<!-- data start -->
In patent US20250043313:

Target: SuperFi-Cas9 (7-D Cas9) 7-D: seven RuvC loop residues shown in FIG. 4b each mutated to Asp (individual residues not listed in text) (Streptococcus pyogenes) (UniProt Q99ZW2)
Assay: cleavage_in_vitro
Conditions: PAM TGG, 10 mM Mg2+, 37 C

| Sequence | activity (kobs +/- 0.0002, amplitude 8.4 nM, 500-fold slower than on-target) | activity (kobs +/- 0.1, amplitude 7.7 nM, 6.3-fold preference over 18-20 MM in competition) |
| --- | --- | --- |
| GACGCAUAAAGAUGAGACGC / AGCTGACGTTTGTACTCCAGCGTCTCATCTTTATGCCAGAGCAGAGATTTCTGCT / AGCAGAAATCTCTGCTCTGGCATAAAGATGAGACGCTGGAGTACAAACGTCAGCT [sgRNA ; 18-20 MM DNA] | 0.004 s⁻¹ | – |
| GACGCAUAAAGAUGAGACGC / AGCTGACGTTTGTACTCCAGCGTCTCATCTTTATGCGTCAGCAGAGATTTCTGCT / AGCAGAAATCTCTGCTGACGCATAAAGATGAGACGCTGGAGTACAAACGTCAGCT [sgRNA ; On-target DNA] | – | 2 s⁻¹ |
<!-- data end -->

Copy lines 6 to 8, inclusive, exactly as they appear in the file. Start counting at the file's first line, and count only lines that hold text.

| --- | --- | --- |
| GACGCAUAAAGAUGAGACGC / AGCTGACGTTTGTACTCCAGCGTCTCATCTTTATGCCAGAGCAGAGATTTCTGCT / AGCAGAAATCTCTGCTCTGGCATAAAGATGAGACGCTGGAGTACAAACGTCAGCT [sgRNA ; 18-20 MM DNA] | 0.004 s⁻¹ | – |
| GACGCAUAAAGAUGAGACGC / AGCTGACGTTTGTACTCCAGCGTCTCATCTTTATGCGTCAGCAGAGATTTCTGCT / AGCAGAAATCTCTGCTGACGCATAAAGATGAGACGCTGGAGTACAAACGTCAGCT [sgRNA ; On-target DNA] | – | 2 s⁻¹ |